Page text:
A confession: I am one of those people who tends to recoil at the thought of performance art. And it’s not due to unfamiliarity, or for lack of trying to appreciate it; at any number of shows I’ve attended, I’ve sat there, frozen, a stoic, thoughtful, art-appreciating look on my face as I panicked internally and fantasized about deflating my body and sinking to the floor and out of the room.
In seeking a lofty word to define my issue with it, I fail and arrive, simply, at uncomfortable. The movements seem … unnatural. Locking eyes with a performer makes my heart palpitate. With my back and legs aching, I resist shifting my weight in my chair for fear of distracting someone else or, god forbid, drawing any modicum of attention to myself and having an interaction with the performer.
The perceived awkwardness of it all haunts me, prompting an inescapable urge to flee. Flee!
But Jack Ferver is changing that.
The cosmopolitan performer, choreographer, writer and director comes from rural Prairie du Sac, Wisc., a town of 4,000 people. Ferver was raised in an environment that seemingly sought to purge him from it. He took his first dance class at the age of 6. For not fitting the standard mold of the community, he was terrorized by his peers, relentlessly and painfully (he has since described his childhood as “like Boys Don’t Cry, but without the funny parts”). He sought to be scarce, discreet, absent. He escaped into fantasy worlds, to the woods, into scenes from beloved films like Return to Oz that he would act out. As a teenager, he later absconded to the Interlochen Center for the Arts in Michigan, where he studied theater and took a wide array of dance classes.
Ferver has observed that he was probably meant to have been born in another era—say, that of Bette Davis’ Hollywood. Others might contend that the more pressing cosmic error is that he should have been born in another city. But had he been, he could have turned out to be a much different creative. As he has said, all of the bullying and horrors of his childhood meant that he had to make his dreams a reality. There was no other option. Moreover, he was drawn to acting and dancing for the magic in their form: One can rehearse, and perform actions over and over and over again until they are perfect—juxtaposing the chaos of the real world. In performance, there is control.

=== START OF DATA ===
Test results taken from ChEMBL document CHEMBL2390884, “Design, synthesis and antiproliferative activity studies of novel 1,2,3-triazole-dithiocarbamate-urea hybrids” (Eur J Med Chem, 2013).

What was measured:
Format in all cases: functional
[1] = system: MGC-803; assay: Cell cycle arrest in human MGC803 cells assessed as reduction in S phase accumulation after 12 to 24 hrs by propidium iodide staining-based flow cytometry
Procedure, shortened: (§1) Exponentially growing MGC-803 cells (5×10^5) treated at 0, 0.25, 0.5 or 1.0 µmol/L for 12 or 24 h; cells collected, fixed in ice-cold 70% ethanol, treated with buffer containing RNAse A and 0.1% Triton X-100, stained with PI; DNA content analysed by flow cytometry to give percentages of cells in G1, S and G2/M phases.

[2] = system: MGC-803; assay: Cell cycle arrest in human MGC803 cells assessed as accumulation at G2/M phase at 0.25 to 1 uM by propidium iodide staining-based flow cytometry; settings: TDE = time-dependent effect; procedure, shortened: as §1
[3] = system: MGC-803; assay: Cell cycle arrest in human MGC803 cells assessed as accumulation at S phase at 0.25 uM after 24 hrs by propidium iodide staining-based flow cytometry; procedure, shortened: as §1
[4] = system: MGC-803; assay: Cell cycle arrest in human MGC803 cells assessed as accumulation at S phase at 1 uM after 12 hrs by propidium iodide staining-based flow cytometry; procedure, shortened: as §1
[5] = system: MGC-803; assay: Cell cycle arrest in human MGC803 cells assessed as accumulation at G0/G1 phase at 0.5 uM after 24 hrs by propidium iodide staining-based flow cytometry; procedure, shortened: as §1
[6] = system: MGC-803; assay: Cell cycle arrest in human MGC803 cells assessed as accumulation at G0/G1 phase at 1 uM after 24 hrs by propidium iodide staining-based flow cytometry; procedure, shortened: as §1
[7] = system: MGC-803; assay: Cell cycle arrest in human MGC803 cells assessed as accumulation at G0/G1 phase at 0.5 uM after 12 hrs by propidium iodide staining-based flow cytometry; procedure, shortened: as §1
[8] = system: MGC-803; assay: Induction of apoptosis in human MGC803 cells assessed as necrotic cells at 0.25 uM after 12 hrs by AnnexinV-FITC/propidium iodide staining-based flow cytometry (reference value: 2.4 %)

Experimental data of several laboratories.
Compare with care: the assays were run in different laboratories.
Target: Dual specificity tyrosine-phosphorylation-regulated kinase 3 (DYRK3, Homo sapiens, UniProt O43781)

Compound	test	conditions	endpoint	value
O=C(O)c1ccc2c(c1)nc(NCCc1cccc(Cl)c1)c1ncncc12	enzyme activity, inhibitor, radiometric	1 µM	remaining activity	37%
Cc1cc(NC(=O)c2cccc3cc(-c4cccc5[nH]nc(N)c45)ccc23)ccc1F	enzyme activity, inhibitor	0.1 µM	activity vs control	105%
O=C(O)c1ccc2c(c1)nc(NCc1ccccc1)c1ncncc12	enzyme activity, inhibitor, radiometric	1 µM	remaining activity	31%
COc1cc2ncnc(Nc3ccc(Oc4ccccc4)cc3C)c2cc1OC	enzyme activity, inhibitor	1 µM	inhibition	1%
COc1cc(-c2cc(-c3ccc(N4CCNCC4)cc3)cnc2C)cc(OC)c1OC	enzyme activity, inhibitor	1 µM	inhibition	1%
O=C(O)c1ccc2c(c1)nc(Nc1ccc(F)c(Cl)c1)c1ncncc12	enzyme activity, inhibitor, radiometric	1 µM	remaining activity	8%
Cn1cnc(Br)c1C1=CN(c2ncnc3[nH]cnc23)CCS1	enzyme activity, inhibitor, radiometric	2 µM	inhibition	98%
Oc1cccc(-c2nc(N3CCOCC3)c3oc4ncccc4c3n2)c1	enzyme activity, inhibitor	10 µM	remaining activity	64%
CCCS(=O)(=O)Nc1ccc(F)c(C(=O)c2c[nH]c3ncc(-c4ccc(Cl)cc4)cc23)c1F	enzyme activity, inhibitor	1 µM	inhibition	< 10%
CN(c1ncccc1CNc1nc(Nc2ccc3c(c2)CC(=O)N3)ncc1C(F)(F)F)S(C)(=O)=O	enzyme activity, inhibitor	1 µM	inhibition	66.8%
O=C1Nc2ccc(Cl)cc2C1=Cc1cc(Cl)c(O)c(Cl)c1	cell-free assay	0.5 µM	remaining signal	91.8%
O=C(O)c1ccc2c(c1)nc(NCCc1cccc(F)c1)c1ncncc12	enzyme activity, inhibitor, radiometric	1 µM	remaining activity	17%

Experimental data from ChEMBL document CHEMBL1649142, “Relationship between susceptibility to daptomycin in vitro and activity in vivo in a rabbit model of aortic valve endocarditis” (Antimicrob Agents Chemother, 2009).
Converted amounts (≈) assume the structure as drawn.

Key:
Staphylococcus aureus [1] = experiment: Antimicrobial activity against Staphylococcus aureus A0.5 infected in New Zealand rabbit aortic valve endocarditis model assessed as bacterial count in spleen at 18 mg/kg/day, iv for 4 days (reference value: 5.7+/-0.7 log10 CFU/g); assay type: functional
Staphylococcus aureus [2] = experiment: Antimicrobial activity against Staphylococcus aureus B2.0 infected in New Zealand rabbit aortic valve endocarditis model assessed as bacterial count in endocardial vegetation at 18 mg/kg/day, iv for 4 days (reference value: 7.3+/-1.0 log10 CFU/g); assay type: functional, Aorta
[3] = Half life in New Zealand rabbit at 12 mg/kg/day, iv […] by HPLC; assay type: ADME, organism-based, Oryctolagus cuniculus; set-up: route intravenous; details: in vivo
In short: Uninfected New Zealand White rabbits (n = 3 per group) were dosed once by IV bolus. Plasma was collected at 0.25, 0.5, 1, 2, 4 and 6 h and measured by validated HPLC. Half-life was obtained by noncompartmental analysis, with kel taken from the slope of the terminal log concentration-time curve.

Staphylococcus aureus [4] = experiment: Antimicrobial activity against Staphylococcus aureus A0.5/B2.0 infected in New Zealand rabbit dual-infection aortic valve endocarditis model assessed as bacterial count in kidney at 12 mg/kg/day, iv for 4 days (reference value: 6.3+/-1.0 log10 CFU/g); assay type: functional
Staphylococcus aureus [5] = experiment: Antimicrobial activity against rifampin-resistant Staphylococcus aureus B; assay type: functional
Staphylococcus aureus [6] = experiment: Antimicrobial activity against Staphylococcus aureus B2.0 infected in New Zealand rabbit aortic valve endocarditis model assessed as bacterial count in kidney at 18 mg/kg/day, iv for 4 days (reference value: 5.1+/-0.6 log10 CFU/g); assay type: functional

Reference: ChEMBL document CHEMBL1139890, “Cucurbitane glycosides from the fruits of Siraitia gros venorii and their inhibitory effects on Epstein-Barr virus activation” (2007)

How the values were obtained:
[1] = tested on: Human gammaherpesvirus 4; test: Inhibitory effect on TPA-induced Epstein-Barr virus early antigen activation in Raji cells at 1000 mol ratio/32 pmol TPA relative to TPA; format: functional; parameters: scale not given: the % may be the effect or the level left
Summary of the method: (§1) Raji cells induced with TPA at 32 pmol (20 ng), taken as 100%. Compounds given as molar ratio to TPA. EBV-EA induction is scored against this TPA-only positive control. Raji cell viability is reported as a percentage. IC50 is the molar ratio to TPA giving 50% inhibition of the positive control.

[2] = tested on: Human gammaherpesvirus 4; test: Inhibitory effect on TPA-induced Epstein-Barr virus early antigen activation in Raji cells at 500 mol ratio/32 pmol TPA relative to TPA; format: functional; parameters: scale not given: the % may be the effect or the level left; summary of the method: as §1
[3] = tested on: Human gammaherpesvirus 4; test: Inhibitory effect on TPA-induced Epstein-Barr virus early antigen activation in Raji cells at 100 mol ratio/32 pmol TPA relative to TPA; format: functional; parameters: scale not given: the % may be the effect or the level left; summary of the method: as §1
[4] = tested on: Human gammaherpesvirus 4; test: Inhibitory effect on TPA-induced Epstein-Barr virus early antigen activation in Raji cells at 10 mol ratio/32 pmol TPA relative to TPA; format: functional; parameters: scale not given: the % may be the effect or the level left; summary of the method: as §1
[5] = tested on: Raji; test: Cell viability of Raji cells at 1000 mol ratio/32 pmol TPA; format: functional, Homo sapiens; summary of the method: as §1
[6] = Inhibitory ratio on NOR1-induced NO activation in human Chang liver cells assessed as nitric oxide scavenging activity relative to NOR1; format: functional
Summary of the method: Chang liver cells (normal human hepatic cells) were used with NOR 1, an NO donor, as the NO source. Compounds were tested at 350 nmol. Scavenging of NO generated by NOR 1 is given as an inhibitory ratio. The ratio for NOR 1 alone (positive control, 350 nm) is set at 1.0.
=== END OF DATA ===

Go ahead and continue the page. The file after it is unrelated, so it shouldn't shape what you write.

Righting the universe a tad, he moved to New York City. And over the years he has turned out an array of lauded performances, from reinterpretations of Poltergeist to an infused take on Cleopatra. As his official bio breaks it all down, “His genre-defying performances, which have been called ‘so extreme that they sometimes look and feel like exorcisms’ (The New Yorker), explore the tragicomedy of the human psyche. Ferver’s ‘darkly humorous’ (The New York Times) works interrogate and indict an array of psychological and socio-political issues, particularly in the realms of sexual orientation, gender and power struggles.”
His work is perhaps at its best when the lens is turned inward. Two Alike examines the brand of abuse of queer youth that Ferver and Marc Swanson experienced. In Mon, Ma, Mes, Ferver deconstructs his various personas to see what is left after they have been stripped away. Night Light Bright Light parallels Ferver’s life with that of dancer Fred Herko, who died by suicide. His most recent work, Everything is Imaginable, studies early obsessions, and spawns from his traumatic childhood.
I’ve pondered if Ferver finds catharsis in his work, if he finds healing. If the act of acting things out, rehearsing them over and over, in any way helps him assert control over the pain and chaos that was his youth. But that might all be to miss the point. Mirrors frequently appear in Ferver’s work, and he has said that a mirror is exactly how he views his role. He believes that by examining himself, he is examining the world at large.
By exorcising (or, perhaps, exercising) his demons, it causes viewers to reflect—and in many cases, that journey leads them deeper inward, a circle of life of sorts. For me, it causes an analysis of what, exactly, makes me so uncomfortable with performance art—attending it, absorbing it. (And it’s worth noting here that Ferver, in particular, excels at generating an environment conducive to this; as The New York Times has written, “With his mad blue Bette Davis eyes and penchant for public suffering, he is good at making a spectacle of himself, and—more to the point—he excels at making his audiences deeply uncomfortable.”)
Maybe it’s the intimacy of it all—or my own random issues with intimacy. Maybe it’s the strange, alien movements of the human body, choreographed so precisely—or the fact that I’ve never been entirely comfortable with my own, and to study someone else’s on stage feels like such a violation. Maybe it’s the locking of eyes and the digital age is to blame, with more and more of our daily interactions taking place on screens, turning human connection into a novel notion. It’s easy to watch a character on a film screen who doesn’t stare back; it’s easy to look at a painting, alone in a quiet gallery with your thoughts. But performance forces you to actually confront them.
Jack Ferver really is a mirror. In analyzing and interpreting his life and the world around him and presenting it back to us, we’re not always certain what it is that we’re looking at. But we feel. And thus we experience the world, and ourselves, in an entirely new way.
—Zachary Petit, Design Matters Media Editor-in-Chief